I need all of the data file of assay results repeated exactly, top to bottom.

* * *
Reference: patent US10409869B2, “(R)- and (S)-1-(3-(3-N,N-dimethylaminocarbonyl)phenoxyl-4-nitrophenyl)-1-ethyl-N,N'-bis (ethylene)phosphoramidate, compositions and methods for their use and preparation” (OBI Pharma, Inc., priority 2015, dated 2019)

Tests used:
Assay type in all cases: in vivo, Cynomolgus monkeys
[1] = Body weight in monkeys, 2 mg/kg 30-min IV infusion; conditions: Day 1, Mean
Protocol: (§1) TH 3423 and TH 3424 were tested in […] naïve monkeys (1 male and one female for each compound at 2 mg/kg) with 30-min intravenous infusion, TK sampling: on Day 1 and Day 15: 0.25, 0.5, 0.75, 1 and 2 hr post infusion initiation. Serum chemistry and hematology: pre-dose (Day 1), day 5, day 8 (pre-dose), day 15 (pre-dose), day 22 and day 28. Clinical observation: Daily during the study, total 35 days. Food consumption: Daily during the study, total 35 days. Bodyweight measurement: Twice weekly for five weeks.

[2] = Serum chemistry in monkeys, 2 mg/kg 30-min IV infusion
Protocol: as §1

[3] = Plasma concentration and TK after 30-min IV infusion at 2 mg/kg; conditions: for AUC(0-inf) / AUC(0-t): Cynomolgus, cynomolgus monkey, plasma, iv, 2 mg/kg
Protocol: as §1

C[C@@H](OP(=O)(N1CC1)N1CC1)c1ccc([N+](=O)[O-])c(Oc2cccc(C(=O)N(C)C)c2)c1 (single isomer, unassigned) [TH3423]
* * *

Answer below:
Reference: patent US10409869B2, “(R)- and (S)-1-(3-(3-N,N-dimethylaminocarbonyl)phenoxyl-4-nitrophenyl)-1-ethyl-N,N'-bis (ethylene)phosphoramidate, compositions and methods for their use and preparation” (OBI Pharma, Inc., priority 2015, dated 2019)

Tests used:
Assay type in all cases: in vivo, Cynomolgus monkeys
[1] = Body weight in monkeys, 2 mg/kg 30-min IV infusion; conditions: Day 1, Mean
Protocol: (§1) TH 3423 and TH 3424 were tested in […] naïve monkeys (1 male and one female for each compound at 2 mg/kg) with 30-min intravenous infusion, TK sampling: on Day 1 and Day 15: 0.25, 0.5, 0.75, 1 and 2 hr post infusion initiation. Serum chemistry and hematology: pre-dose (Day 1), day 5, day 8 (pre-dose), day 15 (pre-dose), day 22 and day 28. Clinical observation: Daily during the study, total 35 days. Food consumption: Daily during the study, total 35 days. Bodyweight measurement: Twice weekly for five weeks.

[2] = Serum chemistry in monkeys, 2 mg/kg 30-min IV infusion
Protocol: as §1

[3] = Plasma concentration and TK after 30-min IV infusion at 2 mg/kg; conditions: for AUC(0-inf) / AUC(0-t): Cynomolgus, cynomolgus monkey, plasma, iv, 2 mg/kg
Protocol: as §1

C[C@@H](OP(=O)(N1CC1)N1CC1)c1ccc([N+](=O)[O-])c(Oc2cccc(C(=O)N(C)C)c2)c1 (single isomer, unassigned) [TH3423]